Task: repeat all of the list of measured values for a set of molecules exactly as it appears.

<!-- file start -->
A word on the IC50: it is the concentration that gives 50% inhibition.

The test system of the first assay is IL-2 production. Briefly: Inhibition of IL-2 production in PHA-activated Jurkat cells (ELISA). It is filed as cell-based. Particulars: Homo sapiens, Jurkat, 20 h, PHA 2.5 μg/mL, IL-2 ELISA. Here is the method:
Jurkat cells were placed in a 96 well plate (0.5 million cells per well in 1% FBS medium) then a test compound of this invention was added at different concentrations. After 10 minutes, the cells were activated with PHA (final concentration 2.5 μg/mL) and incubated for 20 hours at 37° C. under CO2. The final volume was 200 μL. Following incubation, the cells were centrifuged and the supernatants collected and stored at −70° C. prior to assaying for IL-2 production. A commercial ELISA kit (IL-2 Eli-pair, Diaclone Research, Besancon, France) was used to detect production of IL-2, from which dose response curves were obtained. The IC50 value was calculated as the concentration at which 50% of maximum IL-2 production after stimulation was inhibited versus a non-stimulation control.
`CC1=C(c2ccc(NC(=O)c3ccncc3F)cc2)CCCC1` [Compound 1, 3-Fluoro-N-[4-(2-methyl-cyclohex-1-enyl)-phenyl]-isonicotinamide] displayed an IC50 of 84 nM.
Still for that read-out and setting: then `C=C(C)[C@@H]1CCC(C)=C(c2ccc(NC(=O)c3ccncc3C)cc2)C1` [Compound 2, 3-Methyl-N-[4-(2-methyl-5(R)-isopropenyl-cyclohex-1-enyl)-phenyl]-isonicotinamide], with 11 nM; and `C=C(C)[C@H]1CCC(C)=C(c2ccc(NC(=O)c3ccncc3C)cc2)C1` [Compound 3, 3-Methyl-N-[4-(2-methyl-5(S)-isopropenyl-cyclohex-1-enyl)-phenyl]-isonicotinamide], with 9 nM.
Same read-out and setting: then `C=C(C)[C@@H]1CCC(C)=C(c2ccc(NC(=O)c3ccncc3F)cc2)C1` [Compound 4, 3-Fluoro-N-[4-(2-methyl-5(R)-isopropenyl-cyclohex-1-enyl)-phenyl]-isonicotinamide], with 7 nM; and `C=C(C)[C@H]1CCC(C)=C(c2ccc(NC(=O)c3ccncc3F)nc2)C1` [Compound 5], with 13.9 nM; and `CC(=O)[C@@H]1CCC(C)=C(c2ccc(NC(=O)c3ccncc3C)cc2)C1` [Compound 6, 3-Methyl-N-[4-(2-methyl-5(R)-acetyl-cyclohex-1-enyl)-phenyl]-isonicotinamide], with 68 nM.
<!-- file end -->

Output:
A word on the IC50: it is the concentration that gives 50% inhibition.

The test system of the first assay is IL-2 production. Briefly: Inhibition of IL-2 production in PHA-activated Jurkat cells (ELISA). It is filed as cell-based. Particulars: Homo sapiens, Jurkat, 20 h, PHA 2.5 μg/mL, IL-2 ELISA. Here is the method:
Jurkat cells were placed in a 96 well plate (0.5 million cells per well in 1% FBS medium) then a test compound of this invention was added at different concentrations. After 10 minutes, the cells were activated with PHA (final concentration 2.5 μg/mL) and incubated for 20 hours at 37° C. under CO2. The final volume was 200 μL. Following incubation, the cells were centrifuged and the supernatants collected and stored at −70° C. prior to assaying for IL-2 production. A commercial ELISA kit (IL-2 Eli-pair, Diaclone Research, Besancon, France) was used to detect production of IL-2, from which dose response curves were obtained. The IC50 value was calculated as the concentration at which 50% of maximum IL-2 production after stimulation was inhibited versus a non-stimulation control.
`CC1=C(c2ccc(NC(=O)c3ccncc3F)cc2)CCCC1` [Compound 1, 3-Fluoro-N-[4-(2-methyl-cyclohex-1-enyl)-phenyl]-isonicotinamide] displayed an IC50 of 84 nM.
Still for that read-out and setting: then `C=C(C)[C@@H]1CCC(C)=C(c2ccc(NC(=O)c3ccncc3C)cc2)C1` [Compound 2, 3-Methyl-N-[4-(2-methyl-5(R)-isopropenyl-cyclohex-1-enyl)-phenyl]-isonicotinamide], with 11 nM; and `C=C(C)[C@H]1CCC(C)=C(c2ccc(NC(=O)c3ccncc3C)cc2)C1` [Compound 3, 3-Methyl-N-[4-(2-methyl-5(S)-isopropenyl-cyclohex-1-enyl)-phenyl]-isonicotinamide], with 9 nM.
Same read-out and setting: then `C=C(C)[C@@H]1CCC(C)=C(c2ccc(NC(=O)c3ccncc3F)cc2)C1` [Compound 4, 3-Fluoro-N-[4-(2-methyl-5(R)-isopropenyl-cyclohex-1-enyl)-phenyl]-isonicotinamide], with 7 nM; and `C=C(C)[C@H]1CCC(C)=C(c2ccc(NC(=O)c3ccncc3F)nc2)C1` [Compound 5], with 13.9 nM; and `CC(=O)[C@@H]1CCC(C)=C(c2ccc(NC(=O)c3ccncc3C)cc2)C1` [Compound 6, 3-Methyl-N-[4-(2-methyl-5(R)-acetyl-cyclohex-1-enyl)-phenyl]-isonicotinamide], with 68 nM.